- The Washington Times - Wednesday, February 6, 2002

A group of angry Southeast residents yesterday fought to stop the nonprofit Catholic organization Boys Town from building a compound of homes for troubled youths in their community.
At a hearing of the D.C. Board of Zoning Adjustments, several community members appealed permits granted by the city in September to Boys Town for the construction of four separate homes at 14th Street and Pennsylvania Avenue SE.
The appeal was filed by the Southeast Citizens For Smart Development Inc. (SCSD) and Advisory Neighborhood Commission 6B. "This appeal is important because the public should have an input on this proposed project because of where it is located," said SCSD Chairman Will Hill.
Boys Town, based in Omaha, Neb., paid $8.2 million in March 2000 for the 1.6-acre lot, where it intends to build the homes side-by-side to house six troubled youths each. In 1999, the organization received $7.1 million in the D.C. appropriations bill to develop small group homes in neighborhoods around the District.
Representatives of the nonprofit group say the proposed $5 million complex will provide surrogate families for the youths headed by a married couples and assistants who live in the homes and work for Boys Town full time. Most of the children in the homes would be from Wards 6, 7 and 8, and would attend neighborhood schools.
During the hearing, SCSD argued the city issued permits to Boys Town in error, in violation of a law that prevents group homes from being constructed within 500 feet of existing group homes. SCSD argued that Boys Town needs a special permit to build the compound that will house 24 youths within 500 feet of a group residential facility that is already in the neighborhood.
"We are asking that the zoning regulations be implemented consistent with their intent," said SCSD member Ellen Opper-Weiner.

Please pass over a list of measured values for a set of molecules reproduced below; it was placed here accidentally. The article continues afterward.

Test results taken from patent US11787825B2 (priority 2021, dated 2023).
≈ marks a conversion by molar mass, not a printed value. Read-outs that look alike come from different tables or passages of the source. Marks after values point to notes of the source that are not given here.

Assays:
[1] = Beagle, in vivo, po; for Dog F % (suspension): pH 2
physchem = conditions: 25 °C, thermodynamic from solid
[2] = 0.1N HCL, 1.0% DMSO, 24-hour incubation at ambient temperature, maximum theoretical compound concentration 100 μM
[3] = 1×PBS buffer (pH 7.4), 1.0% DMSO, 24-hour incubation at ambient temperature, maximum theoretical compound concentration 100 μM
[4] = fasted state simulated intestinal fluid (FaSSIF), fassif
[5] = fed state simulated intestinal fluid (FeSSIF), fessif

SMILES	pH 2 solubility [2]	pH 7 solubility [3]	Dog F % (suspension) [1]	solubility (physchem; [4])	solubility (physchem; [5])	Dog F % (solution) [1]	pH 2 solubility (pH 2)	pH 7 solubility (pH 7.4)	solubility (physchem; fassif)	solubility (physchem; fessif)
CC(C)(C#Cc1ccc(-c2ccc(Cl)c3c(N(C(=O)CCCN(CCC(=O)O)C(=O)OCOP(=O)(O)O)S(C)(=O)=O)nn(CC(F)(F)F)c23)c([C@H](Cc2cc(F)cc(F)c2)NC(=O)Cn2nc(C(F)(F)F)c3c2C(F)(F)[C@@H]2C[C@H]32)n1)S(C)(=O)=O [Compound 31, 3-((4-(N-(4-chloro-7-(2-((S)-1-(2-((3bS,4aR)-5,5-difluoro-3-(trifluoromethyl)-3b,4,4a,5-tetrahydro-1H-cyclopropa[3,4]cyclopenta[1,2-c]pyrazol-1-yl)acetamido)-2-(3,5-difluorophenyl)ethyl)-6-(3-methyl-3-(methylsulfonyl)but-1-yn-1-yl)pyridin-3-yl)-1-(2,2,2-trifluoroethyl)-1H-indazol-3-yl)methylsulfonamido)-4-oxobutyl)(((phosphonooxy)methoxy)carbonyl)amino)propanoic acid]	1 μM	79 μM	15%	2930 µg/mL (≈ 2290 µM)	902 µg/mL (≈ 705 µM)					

Yesterday's hearing, which lasted more than five hours, was adjourned without a conclusion. It is set to continue at 10 a.m. next Tuesday.
For more than a year, neighbors have fought to halt construction of the group-home complex, which would be located in the middle of what many, including D.C. Council member Sharon Ambrose, Ward 6 Democrat, have called an extremely fragile neighborhood with a history of problems controlling open-air drug markets.
"Boys Town is not looking at what's right for the children," said the Rev. William Johnson, who lives in the neighborhood. "Most of these kids probably already have a history with drugs, and now they're being put in a neighborhood where they can step out the front door and get drugs."
Other neighbors said the push to appeal the building permits came "not because we're not in support of Boys Town, but because what they want to do here is just not the highest and best use of the land," said Bobbi Krengel, a real estate agent who also lives in the neighborhood. "We're using this hearing as a venue to have our view heard."
Boys Town was founded in 1917, when the Rev. Edward J. Flanagan, a Roman Catholic priest, opened a home for orphaned and troubled boys in Omaha, Neb. Father Flanagan's outreach program for troubled young men, and eventually young women, has since become a national operation.


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